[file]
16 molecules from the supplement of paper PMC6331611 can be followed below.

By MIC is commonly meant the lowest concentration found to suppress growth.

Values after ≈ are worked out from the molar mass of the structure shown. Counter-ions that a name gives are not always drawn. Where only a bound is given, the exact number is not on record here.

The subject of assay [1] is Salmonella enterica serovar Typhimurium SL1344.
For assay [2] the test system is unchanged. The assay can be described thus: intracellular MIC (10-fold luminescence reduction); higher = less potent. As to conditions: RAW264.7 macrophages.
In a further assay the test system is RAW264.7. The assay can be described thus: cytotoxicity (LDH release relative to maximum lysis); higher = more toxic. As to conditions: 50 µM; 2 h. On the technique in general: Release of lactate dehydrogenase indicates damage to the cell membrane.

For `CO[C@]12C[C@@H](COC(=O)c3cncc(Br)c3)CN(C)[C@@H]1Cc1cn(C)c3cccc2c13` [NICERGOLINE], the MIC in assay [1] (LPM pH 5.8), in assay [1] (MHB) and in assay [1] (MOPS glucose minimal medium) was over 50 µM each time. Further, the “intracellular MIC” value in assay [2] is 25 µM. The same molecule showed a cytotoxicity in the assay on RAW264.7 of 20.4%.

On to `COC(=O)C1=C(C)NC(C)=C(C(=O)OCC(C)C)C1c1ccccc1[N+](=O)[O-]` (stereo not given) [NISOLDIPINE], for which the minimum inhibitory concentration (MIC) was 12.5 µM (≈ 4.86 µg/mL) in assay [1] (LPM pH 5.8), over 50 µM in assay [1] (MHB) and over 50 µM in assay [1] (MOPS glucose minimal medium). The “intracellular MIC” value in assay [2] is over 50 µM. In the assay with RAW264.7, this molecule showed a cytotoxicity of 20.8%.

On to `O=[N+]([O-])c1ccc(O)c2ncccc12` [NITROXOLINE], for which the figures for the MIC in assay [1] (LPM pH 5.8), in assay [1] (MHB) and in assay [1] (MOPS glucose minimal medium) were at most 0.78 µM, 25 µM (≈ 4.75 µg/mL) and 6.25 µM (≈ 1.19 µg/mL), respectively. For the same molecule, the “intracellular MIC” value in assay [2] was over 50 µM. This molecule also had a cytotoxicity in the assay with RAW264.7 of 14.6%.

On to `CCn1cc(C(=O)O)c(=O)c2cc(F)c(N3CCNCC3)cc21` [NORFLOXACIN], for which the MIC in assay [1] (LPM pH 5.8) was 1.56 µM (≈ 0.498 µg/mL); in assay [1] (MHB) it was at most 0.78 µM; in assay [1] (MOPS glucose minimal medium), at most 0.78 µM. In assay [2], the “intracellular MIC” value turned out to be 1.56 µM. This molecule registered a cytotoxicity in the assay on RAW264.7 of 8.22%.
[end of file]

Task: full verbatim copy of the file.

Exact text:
16 molecules from the supplement of paper PMC6331611 can be followed below.

By MIC is commonly meant the lowest concentration found to suppress growth.

Values after ≈ are worked out from the molar mass of the structure shown. Counter-ions that a name gives are not always drawn. Where only a bound is given, the exact number is not on record here.

The subject of assay [1] is Salmonella enterica serovar Typhimurium SL1344.
For assay [2] the test system is unchanged. The assay can be described thus: intracellular MIC (10-fold luminescence reduction); higher = less potent. As to conditions: RAW264.7 macrophages.
In a further assay the test system is RAW264.7. The assay can be described thus: cytotoxicity (LDH release relative to maximum lysis); higher = more toxic. As to conditions: 50 µM; 2 h. On the technique in general: Release of lactate dehydrogenase indicates damage to the cell membrane.

For `CO[C@]12C[C@@H](COC(=O)c3cncc(Br)c3)CN(C)[C@@H]1Cc1cn(C)c3cccc2c13` [NICERGOLINE], the MIC in assay [1] (LPM pH 5.8), in assay [1] (MHB) and in assay [1] (MOPS glucose minimal medium) was over 50 µM each time. Further, the “intracellular MIC” value in assay [2] is 25 µM. The same molecule showed a cytotoxicity in the assay on RAW264.7 of 20.4%.

On to `COC(=O)C1=C(C)NC(C)=C(C(=O)OCC(C)C)C1c1ccccc1[N+](=O)[O-]` (stereo not given) [NISOLDIPINE], for which the minimum inhibitory concentration (MIC) was 12.5 µM (≈ 4.86 µg/mL) in assay [1] (LPM pH 5.8), over 50 µM in assay [1] (MHB) and over 50 µM in assay [1] (MOPS glucose minimal medium). The “intracellular MIC” value in assay [2] is over 50 µM. In the assay with RAW264.7, this molecule showed a cytotoxicity of 20.8%.

On to `O=[N+]([O-])c1ccc(O)c2ncccc12` [NITROXOLINE], for which the figures for the MIC in assay [1] (LPM pH 5.8), in assay [1] (MHB) and in assay [1] (MOPS glucose minimal medium) were at most 0.78 µM, 25 µM (≈ 4.75 µg/mL) and 6.25 µM (≈ 1.19 µg/mL), respectively. For the same molecule, the “intracellular MIC” value in assay [2] was over 50 µM. This molecule also had a cytotoxicity in the assay with RAW264.7 of 14.6%.

On to `CCn1cc(C(=O)O)c(=O)c2cc(F)c(N3CCNCC3)cc21` [NORFLOXACIN], for which the MIC in assay [1] (LPM pH 5.8) was 1.56 µM (≈ 0.498 µg/mL); in assay [1] (MHB) it was at most 0.78 µM; in assay [1] (MOPS glucose minimal medium), at most 0.78 µM. In assay [2], the “intracellular MIC” value turned out to be 1.56 µM. This molecule registered a cytotoxicity in the assay on RAW264.7 of 8.22%.